2010 marked the next milestone for me. I was still Novice Chair, Concours coordinator and ran another ladies day as well as starting to get involved with other driving clubs including the Porsche Club and the Sports Car Club of America. One of my fellow competitors, Laurie Hyman, was looking for a co-driver (read “tire warmer”) for the SCCA National Championship in her Nissan GT-R. I decided that I should go for it. I didn’t think I’d ever have an opportunity to do anything like this again and so took her up on the offer. It definitely opened my eyes to a whole new level of the sport when I arrived in Lincoln, NE to join over 1200 other competitors. I didn’t win, but I didn’t drive that poorly either; the car and the whole scene was overwhelming at first, but by the end of the event, all I could think was “I have to figure out how to do this again” and hopefully bring my spouse with me the next time, so we bought a Mitsubishi Evo.
In 2012, after a year of developing and competing in the Evo we headed back to Nationals again, this time [my spouse] Chris joined in. This was my third trip there and it was starting to feel a little less intimidating. Keeping my mental focus and determination, I was able to take my first National Championship. I was in tears I was so excited and happy and learned some great lessons in where my mental state needs to be in order to drive well and win. In addition to the autocross, I started doing more track days to get better at driving at higher speeds and had taken the position of President of the local BMW Club. I was wrapping up my role as Novice Chair and training my successor.
In August of 2013, I was approached by a fellow competitor, who was the Chief Instructor at DirtFish Rally School, about whether I’d be interested in exploring instructing part-time at DirtFish. I felt honored and it made me realize how much the extra things we do in life get noticed and can affect our lives in ways never imagined. All of my volunteer work at the club level was just that, I wasn’t expecting anything from it, but wanted to give back and share my love of the sport. The fact that it opened the door for me to do what I do now was just an added bonus.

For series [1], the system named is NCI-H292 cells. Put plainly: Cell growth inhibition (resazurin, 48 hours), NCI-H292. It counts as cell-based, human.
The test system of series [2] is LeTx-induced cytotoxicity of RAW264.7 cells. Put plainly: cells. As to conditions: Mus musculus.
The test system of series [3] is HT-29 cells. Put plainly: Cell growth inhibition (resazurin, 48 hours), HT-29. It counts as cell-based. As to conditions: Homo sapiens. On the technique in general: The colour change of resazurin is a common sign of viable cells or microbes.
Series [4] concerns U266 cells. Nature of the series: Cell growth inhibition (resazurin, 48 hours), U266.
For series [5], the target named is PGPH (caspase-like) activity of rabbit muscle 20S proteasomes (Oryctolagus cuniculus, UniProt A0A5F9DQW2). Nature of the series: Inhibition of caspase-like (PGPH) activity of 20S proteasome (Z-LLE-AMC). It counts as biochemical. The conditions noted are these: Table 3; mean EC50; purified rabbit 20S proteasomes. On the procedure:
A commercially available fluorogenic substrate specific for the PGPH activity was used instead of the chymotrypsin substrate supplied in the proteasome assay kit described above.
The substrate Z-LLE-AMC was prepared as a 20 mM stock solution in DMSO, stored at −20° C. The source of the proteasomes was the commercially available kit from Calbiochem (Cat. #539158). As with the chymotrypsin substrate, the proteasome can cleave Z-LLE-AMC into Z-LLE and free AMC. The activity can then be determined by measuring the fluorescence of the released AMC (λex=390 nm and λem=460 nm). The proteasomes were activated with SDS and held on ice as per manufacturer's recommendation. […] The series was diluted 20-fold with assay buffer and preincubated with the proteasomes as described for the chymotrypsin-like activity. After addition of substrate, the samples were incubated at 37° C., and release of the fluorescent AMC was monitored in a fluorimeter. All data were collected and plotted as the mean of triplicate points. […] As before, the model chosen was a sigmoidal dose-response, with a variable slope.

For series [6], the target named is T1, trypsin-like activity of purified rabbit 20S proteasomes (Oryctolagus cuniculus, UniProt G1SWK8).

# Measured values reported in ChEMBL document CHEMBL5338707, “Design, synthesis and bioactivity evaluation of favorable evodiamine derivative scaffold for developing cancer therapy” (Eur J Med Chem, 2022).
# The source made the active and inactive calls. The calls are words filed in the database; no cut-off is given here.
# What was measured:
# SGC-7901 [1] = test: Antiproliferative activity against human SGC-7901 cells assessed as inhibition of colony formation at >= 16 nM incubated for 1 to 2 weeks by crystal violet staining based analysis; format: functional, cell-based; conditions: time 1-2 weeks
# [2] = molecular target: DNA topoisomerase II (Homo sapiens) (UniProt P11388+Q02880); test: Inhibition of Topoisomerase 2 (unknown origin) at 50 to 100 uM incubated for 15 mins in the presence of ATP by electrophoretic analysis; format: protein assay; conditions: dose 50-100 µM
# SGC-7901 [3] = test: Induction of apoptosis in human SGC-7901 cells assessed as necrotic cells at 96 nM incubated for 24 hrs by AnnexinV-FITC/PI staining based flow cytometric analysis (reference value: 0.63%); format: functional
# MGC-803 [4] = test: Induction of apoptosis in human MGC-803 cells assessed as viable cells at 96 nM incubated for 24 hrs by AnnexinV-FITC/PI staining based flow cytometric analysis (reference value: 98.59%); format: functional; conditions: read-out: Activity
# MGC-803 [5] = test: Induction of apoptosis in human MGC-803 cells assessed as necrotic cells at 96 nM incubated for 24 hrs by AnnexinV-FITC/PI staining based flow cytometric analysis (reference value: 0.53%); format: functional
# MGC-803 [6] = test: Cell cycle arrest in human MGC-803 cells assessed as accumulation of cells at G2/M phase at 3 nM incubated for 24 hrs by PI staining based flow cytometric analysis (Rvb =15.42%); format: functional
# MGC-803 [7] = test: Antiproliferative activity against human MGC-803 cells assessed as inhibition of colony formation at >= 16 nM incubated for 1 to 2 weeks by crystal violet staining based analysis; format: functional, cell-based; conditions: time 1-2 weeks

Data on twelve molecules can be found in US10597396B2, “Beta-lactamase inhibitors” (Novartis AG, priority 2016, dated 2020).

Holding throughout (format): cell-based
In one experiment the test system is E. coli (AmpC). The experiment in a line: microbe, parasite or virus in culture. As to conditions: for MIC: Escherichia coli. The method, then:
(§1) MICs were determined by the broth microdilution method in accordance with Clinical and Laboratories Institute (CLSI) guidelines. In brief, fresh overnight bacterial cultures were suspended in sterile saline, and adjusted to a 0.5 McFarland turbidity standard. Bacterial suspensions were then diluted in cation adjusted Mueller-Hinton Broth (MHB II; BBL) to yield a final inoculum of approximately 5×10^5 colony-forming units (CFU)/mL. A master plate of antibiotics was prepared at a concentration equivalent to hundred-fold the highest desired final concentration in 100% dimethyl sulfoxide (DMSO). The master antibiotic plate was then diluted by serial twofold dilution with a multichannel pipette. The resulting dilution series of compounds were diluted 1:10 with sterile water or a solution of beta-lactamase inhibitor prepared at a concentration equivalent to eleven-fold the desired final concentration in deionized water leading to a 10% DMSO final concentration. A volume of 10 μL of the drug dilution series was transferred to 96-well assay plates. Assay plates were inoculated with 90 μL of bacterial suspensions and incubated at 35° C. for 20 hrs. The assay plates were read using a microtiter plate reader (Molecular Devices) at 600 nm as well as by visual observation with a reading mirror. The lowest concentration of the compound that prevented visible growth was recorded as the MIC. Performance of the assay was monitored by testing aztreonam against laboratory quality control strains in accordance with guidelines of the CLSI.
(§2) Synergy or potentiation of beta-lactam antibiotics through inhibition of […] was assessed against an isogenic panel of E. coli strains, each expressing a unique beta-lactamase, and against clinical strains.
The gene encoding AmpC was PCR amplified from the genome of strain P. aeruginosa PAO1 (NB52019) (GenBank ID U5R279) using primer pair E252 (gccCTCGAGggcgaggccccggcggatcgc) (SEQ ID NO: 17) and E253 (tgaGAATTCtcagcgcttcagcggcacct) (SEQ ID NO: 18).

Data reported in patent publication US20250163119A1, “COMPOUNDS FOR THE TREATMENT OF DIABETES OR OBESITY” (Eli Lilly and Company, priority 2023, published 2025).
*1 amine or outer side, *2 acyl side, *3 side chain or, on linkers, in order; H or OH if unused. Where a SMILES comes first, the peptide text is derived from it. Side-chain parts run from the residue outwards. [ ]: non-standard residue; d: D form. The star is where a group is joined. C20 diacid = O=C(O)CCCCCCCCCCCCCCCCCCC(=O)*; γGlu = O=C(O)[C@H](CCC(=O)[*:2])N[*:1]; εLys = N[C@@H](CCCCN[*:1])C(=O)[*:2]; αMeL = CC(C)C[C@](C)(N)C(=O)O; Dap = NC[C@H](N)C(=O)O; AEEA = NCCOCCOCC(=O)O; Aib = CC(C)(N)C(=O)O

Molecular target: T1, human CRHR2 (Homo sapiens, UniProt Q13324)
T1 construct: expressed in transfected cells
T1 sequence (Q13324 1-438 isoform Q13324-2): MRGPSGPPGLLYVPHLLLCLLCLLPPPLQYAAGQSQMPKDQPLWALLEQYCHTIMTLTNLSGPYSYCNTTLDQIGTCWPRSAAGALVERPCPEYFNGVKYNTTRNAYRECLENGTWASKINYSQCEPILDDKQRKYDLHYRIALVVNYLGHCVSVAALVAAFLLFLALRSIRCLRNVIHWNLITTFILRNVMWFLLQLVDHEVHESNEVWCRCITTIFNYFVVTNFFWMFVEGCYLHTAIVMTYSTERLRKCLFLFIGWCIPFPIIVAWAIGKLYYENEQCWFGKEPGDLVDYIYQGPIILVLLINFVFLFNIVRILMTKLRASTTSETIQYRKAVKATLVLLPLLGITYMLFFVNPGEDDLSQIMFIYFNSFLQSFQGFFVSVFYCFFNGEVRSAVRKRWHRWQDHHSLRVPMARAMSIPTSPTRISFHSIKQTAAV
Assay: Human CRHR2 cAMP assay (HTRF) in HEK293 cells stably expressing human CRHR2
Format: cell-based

The position at DirtFish was an amazing opportunity for me although a very big decision as well. I had a very good, steady, professional job and would be leaving that safe and reliable world. But things like this don’t come along often in life. I made the leap into this whole new industry in October of 2013 and have never looked back. In January of 2014 I was asked to instruct full-time and have been doing that ever since. Teaching people how to drive rally is one of the most amazing and rewarding things I’ve done in my life. I won’t lie; some days are hard, but every time a student has an “ah-ha” moment or challenges themselves in a way they never thought they would, I get to share that with them. Every day is an opportunity.
In 2014, our 4th trip to Nationals, I won my second National Championship in a MINI Cooper.